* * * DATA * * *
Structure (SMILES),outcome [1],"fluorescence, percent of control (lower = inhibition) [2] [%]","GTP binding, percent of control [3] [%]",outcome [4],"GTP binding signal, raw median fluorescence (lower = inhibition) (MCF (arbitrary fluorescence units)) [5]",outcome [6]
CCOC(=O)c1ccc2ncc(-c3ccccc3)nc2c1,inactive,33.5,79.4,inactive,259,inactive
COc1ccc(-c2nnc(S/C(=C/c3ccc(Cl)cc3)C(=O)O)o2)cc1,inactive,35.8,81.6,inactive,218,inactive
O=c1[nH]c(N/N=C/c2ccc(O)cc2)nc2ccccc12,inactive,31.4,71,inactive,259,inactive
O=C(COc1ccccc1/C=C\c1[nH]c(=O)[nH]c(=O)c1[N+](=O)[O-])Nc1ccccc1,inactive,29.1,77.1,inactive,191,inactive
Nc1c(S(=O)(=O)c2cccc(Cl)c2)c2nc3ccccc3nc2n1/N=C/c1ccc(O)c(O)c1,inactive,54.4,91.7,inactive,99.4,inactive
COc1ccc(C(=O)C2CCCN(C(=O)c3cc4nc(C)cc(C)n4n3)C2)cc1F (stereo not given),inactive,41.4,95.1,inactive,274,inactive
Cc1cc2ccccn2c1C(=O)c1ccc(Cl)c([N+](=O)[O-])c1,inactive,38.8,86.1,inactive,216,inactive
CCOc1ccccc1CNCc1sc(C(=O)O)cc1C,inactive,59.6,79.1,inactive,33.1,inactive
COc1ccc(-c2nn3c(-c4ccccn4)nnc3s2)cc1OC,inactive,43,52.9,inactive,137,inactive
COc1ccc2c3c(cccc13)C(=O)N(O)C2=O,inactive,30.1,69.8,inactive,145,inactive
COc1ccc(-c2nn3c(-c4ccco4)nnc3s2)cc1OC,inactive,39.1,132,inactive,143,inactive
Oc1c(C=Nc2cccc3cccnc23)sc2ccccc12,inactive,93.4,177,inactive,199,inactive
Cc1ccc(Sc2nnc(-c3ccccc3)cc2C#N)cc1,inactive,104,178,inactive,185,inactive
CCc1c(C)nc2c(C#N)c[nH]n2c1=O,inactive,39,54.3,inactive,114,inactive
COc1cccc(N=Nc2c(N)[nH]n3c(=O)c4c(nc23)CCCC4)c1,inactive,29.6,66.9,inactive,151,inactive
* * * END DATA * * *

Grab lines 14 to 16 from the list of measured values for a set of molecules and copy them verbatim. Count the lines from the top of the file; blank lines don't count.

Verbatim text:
Cc1ccc(Sc2nnc(-c3ccccc3)cc2C#N)cc1,inactive,104,178,inactive,185,inactive
CCc1c(C)nc2c(C#N)c[nH]n2c1=O,inactive,39,54.3,inactive,114,inactive
COc1cccc(N=Nc2c(N)[nH]n3c(=O)c4c(nc23)CCCC4)c1,inactive,29.6,66.9,inactive,151,inactive